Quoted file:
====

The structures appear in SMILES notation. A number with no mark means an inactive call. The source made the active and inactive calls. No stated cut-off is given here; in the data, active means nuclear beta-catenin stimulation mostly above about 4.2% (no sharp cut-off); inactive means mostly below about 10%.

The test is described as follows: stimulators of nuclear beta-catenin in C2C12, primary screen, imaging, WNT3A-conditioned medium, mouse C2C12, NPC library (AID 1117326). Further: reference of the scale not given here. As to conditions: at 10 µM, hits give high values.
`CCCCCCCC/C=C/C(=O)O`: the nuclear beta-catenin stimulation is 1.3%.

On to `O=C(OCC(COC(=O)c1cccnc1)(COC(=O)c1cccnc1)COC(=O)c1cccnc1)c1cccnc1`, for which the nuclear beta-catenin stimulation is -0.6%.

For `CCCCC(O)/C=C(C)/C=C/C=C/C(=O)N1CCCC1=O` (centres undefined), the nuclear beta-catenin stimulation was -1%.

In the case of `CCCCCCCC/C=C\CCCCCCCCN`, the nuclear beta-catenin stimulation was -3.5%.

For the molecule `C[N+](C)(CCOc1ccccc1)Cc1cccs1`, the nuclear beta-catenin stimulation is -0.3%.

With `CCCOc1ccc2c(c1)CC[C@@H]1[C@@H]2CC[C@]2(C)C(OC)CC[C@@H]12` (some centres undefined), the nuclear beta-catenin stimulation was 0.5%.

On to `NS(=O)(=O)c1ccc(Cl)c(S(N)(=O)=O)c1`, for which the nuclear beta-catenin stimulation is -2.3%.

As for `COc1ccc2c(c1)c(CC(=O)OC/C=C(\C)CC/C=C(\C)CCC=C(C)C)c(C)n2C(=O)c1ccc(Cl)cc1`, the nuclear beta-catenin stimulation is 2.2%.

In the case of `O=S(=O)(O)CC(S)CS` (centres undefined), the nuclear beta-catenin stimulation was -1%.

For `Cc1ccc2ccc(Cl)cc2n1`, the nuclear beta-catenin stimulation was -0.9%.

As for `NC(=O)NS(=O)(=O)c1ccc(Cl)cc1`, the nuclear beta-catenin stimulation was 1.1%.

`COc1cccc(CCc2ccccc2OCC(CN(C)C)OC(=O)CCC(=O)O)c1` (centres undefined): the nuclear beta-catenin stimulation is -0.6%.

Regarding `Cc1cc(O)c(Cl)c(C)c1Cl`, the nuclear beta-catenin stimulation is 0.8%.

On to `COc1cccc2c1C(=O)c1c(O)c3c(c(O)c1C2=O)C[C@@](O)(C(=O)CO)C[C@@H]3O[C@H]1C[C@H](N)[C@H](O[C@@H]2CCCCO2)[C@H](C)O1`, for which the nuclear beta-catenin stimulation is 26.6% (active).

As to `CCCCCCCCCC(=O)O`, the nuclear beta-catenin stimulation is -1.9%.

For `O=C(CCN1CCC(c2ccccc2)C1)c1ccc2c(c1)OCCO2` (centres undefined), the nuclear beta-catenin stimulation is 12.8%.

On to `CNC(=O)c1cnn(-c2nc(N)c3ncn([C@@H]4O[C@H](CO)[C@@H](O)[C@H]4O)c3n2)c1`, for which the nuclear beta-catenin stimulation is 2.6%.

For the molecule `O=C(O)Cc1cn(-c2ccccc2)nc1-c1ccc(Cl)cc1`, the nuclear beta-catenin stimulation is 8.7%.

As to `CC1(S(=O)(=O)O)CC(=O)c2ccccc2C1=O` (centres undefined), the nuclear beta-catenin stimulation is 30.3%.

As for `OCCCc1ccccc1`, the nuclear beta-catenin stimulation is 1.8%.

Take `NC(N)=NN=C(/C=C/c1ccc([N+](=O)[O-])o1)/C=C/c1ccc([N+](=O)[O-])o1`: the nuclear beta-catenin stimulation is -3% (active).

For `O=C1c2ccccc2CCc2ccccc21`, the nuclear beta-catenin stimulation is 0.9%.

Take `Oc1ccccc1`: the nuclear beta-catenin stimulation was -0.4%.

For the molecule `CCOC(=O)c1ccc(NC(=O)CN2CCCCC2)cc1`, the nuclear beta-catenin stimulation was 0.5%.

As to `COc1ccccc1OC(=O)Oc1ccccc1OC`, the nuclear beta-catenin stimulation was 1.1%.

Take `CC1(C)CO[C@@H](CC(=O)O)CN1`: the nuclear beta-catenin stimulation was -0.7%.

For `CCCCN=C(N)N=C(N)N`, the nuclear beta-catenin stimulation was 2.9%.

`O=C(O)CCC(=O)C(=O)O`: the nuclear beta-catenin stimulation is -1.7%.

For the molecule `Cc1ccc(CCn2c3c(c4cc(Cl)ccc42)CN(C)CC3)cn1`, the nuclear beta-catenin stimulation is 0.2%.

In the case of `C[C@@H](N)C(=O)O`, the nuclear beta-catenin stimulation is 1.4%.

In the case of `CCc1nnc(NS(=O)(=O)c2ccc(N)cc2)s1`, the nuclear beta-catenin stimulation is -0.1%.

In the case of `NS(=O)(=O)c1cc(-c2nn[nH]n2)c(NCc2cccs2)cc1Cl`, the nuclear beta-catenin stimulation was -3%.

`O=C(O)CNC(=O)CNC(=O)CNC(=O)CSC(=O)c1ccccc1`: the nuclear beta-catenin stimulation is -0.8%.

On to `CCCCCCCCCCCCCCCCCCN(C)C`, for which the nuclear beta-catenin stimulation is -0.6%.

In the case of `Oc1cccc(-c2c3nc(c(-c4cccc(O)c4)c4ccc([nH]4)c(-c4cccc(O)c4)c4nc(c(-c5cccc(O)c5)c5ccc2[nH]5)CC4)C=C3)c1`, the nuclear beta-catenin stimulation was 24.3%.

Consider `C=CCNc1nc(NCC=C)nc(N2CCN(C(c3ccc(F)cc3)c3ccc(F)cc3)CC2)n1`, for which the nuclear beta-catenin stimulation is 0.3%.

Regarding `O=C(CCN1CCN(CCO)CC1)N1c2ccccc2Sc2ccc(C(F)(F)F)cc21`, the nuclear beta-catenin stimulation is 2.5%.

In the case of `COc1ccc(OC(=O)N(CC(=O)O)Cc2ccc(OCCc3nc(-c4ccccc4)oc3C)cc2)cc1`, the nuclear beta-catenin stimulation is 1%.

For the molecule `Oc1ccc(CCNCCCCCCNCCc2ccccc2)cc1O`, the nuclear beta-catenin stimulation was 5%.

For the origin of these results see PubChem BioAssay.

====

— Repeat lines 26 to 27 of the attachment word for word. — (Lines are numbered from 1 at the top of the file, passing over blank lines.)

For the molecule `CCOC(=O)c1ccc(NC(=O)CN2CCCCC2)cc1`, the nuclear beta-catenin stimulation was 0.5%.

As to `COc1ccccc1OC(=O)Oc1ccccc1OC`, the nuclear beta-catenin stimulation was 1.1%.